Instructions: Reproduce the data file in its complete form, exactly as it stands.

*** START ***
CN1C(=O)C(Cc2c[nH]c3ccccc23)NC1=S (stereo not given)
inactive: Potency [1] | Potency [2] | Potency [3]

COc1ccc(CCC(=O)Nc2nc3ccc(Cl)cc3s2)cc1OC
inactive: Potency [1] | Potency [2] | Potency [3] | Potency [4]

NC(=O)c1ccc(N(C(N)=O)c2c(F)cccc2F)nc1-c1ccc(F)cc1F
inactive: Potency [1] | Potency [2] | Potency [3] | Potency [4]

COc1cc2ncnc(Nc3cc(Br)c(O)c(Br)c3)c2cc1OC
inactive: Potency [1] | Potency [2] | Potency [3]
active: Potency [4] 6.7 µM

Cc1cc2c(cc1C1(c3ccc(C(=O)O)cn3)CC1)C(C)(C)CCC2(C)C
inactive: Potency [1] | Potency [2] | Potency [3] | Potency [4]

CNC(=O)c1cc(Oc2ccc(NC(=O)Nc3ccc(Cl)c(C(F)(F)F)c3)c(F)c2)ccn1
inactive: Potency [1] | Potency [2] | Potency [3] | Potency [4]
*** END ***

CN1C(=O)C(Cc2c[nH]c3ccccc23)NC1=S (stereo not given)
inactive: Potency [1] | Potency [2] | Potency [3]

COc1ccc(CCC(=O)Nc2nc3ccc(Cl)cc3s2)cc1OC
inactive: Potency [1] | Potency [2] | Potency [3] | Potency [4]

NC(=O)c1ccc(N(C(N)=O)c2c(F)cccc2F)nc1-c1ccc(F)cc1F
inactive: Potency [1] | Potency [2] | Potency [3] | Potency [4]

COc1cc2ncnc(Nc3cc(Br)c(O)c(Br)c3)c2cc1OC
inactive: Potency [1] | Potency [2] | Potency [3]
active: Potency [4] 6.7 µM

Cc1cc2c(cc1C1(c3ccc(C(=O)O)cn3)CC1)C(C)(C)CCC2(C)C
inactive: Potency [1] | Potency [2] | Potency [3] | Potency [4]

CNC(=O)c1cc(Oc2ccc(NC(=O)Nc3ccc(Cl)c(C(F)(F)F)c3)c(F)c2)ccn1
inactive: Potency [1] | Potency [2] | Potency [3] | Potency [4]